Fears of Waning Demand in a Recession Weigh on Oil ETFs | ETF Trends

Oil-related exchange traded funds plunged on Tuesday, with crude prices dipping below $100 per barrel, as recession fears fueled concerns that an economic slowdown will sap demand.

On Tuesday, the United States Oil Fund (NYSEArca: USO), which tracks West Texas Intermediate crude oil futures, and the United States Brent Oil Fund (NYSEArca: BNO), which tracks Brent crude oil futures, fell 9.3% and 8.1%, respectively. Meanwhile, WTI crude oil futures were down 9.5% to $98.17 per barrel, and Brent crude futures dropped 10.6% to $101.5 per barrel.

Ritterbusch and Associates attributed the move to “tightness in global oil balances increasingly being countered by strong likelihood of recession that has begun to curtail oil demand,” CNBC reported.

″[T]he oil market appears to be homing in on some recent weakening in apparent demand for gasoline and diesel,” the firm said in a note.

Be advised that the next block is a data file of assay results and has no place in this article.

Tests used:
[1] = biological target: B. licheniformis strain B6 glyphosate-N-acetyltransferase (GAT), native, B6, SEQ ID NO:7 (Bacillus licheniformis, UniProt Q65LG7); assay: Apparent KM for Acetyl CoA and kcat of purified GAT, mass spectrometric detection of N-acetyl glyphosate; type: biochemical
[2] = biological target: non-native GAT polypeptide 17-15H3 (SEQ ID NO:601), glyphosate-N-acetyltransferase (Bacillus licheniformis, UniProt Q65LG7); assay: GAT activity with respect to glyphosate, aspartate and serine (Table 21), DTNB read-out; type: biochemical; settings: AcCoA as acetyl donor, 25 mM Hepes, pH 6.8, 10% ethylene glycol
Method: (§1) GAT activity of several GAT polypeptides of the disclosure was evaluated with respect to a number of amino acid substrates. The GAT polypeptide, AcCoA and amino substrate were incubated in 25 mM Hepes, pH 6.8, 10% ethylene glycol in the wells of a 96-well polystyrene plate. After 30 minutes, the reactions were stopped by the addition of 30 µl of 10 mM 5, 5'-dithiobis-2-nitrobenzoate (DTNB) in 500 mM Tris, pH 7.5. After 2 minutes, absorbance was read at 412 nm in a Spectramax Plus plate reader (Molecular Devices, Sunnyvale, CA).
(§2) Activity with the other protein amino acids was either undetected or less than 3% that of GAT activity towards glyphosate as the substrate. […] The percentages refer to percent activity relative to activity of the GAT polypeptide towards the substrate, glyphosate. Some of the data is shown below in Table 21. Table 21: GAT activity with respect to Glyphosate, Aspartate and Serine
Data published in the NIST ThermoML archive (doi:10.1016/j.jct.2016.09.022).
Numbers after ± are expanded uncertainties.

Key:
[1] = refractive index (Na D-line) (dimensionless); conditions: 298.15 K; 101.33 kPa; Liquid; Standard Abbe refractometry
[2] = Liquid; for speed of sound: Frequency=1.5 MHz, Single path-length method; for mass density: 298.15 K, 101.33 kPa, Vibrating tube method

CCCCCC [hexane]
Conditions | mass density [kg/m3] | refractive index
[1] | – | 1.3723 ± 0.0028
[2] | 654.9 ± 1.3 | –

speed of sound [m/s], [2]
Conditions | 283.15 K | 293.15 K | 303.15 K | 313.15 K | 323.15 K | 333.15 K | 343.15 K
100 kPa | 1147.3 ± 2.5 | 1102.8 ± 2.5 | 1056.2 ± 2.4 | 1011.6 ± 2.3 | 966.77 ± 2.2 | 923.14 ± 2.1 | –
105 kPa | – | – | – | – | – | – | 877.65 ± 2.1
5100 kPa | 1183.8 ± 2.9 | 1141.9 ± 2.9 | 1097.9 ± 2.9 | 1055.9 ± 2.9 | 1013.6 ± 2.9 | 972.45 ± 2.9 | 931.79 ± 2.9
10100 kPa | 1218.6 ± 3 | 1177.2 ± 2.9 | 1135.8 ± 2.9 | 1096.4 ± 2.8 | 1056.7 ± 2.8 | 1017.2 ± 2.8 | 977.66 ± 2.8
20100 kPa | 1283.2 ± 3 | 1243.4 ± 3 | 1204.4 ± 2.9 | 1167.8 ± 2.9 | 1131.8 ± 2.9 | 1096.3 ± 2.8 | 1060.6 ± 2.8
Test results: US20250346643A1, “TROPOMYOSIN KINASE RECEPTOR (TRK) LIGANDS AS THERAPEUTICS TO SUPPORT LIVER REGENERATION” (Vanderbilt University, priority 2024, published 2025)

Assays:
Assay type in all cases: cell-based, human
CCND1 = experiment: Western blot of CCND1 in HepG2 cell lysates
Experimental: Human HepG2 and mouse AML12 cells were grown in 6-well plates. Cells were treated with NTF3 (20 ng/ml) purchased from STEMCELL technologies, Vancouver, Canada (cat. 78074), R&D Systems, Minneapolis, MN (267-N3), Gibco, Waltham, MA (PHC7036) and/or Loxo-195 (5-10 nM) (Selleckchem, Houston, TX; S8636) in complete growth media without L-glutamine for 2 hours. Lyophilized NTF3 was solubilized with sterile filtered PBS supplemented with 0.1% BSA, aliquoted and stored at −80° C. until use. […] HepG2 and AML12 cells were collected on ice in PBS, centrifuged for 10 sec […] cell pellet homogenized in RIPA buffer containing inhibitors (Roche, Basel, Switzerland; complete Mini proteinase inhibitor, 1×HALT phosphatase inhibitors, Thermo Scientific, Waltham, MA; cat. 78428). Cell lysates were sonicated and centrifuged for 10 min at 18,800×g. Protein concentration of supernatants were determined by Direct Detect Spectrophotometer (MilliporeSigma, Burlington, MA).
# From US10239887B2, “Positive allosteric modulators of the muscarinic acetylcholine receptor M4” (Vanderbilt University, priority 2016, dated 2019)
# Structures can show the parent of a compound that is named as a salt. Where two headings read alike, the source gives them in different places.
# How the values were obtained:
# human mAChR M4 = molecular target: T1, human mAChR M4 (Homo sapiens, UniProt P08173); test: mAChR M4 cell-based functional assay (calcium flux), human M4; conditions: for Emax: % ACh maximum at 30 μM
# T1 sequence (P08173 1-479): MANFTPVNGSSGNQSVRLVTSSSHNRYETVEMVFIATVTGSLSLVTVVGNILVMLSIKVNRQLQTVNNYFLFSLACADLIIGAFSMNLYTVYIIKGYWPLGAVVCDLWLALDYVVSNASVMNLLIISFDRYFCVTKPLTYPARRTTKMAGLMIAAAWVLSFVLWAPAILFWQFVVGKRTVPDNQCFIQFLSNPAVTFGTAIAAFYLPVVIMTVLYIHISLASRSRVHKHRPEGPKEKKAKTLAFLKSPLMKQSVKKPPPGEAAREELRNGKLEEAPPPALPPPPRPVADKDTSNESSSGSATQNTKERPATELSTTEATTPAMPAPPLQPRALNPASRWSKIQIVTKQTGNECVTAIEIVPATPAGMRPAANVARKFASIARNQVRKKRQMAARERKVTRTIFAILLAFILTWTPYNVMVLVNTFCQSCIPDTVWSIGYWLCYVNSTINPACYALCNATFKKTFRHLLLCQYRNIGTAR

Both WTI and Brent crude oil futures saw losses in June, ending six consecutive months of gains, as talks of a recession weighed on the demand outlook.

“In a recession scenario with rising unemployment, household and corporate bankruptcies, commodities would chase a falling cost curve as costs deflate and margins turn negative to drive supply curtailments,” Ritterbusch and Associates added.

Nevertheless, some experts warned that even with a recession, oil prices are likely to remain high. For instance, Citi has been one of the few with a bearish outlook when the majority of firms, such as Goldman Sachs, have called for oil to remain elevated at $140 per barrel or more.

“Recessions don’t have a great track record of killing demand. Product inventories are at critically low levels, which also suggests restocking will keep crude oil demand strong,” Bart Melek, head of commodity strategy at TD Securities, said in a note.

“Financial markets are trying to price in a recession. Physical markets are telling you something really different,” Jeffrey Currie, global head of commodities research at Goldman Sachs, told CNBC.

Currie warned that the current physical crude oil market is at its tightest on record.

“We’re at critically low inventories across the space,” Currie added.

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